The film is almost three hours long, but it is worth every minute and never makes us feel that we waste time in unnecessary details. Well filmed, he has a good cinematography and has worked hard to build realistic and credible sets and costumes. It is not the kind of war movie loaded with shootings and action scenes, even though it has several tense scenes and some exciting pursuits. We could really feel how tight that tunnel was, and how much each of those men has risked to, at least, cause the biggest possible disturbance behind the enemy's lines. Another essential detail of this film is its iconic soundtrack, signed by Elmer Bernstein. The sum of all this results in one of the most notable classical war films, which even inspired other cinema works, such as "Chicken Run", a stop-motion animated film where we can see the structure of the prison camp in that great chicken coop, and also listen to this film's theme song as those chickens desperately try to get away.
Tarantino put it in his top 10, so pretty much had to see. Steve McQueen at his peak. It is too benevolent for plausibility. In my experience if a person can commit suicide while killing another person they do. It does not matter the person or the victim, they will do it 100% of the time.
I think for those times when it came out it could've been a 9 or 10, but watchin now for me it is more of an 8, as some parts felt a bit too silly and some of it a bit unrealistic historically. But overall it is a great movie, with good plot, the humor maybe a bit outweighs that actual drama of the historical events, but nonetheless, a great movie.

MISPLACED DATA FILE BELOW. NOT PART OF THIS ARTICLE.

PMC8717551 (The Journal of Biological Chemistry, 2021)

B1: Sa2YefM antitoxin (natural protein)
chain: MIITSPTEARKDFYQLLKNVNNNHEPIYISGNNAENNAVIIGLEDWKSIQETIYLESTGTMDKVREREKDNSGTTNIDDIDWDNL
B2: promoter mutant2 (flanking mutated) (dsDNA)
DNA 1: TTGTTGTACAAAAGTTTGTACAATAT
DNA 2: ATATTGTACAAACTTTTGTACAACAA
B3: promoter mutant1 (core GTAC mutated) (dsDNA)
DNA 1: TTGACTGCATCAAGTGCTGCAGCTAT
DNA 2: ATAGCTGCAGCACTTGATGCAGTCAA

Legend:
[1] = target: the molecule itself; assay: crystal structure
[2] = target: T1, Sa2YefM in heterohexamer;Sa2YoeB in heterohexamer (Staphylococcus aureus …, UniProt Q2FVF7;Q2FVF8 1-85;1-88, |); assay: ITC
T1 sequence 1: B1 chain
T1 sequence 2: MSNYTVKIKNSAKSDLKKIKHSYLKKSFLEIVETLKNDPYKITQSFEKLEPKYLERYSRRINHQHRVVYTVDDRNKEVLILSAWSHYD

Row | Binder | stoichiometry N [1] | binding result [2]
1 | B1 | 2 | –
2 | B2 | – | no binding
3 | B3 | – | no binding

clearly ahead of its time..
The Great Escape
Sturges's nail biting escape from the war, is a symphony that soars among all the best outcome that the genre has given us. Sturges means business in here, from the first frame till the curtain drops. He doesn't have any time to go waste by, he cares for the quality offered to the viewers. And the standard is kept persistent. The story called for your usual supporting characters with allotted characteristics that keeps the viewers tangled onto them. But this is no fiction, each characters might be given a signature name, but they are more to what they seem and Sturges proves that in nearly three hours that feels like seconds passing by.
The primary strength of the feature is how the makers fiddle with the geography, environment and the set pieces that every now and then elevates the momentum as the gripping screenplay enfolds onto the screen. The narration is gripping and adoptive with a fascinating structure that builds up the base with equal sincerity and mannerism. It relies a lot upon the physical sequences and yet it never grows dull for it is brimmed with tiny notions and tactics that are pure delights. McQueen stands out from the first act and still he remains of the similar palpable tone like the rest of his cast.
Garner gets a much stronger parallel role but Bronson's few compelling sequences steals the show. The cunning ways to cheat their way out and the surveillance team still figuring out their tricks, these sew saw are the best bits of the feature and they are in plethora of it; it is thoroughly entertaining. Armed with such a sharp adaptation, Sturges's execution is plausible and is worth every drop of the sweat that went into it. The Great Escape confronts the reality with a language that was clearly ahead of its time.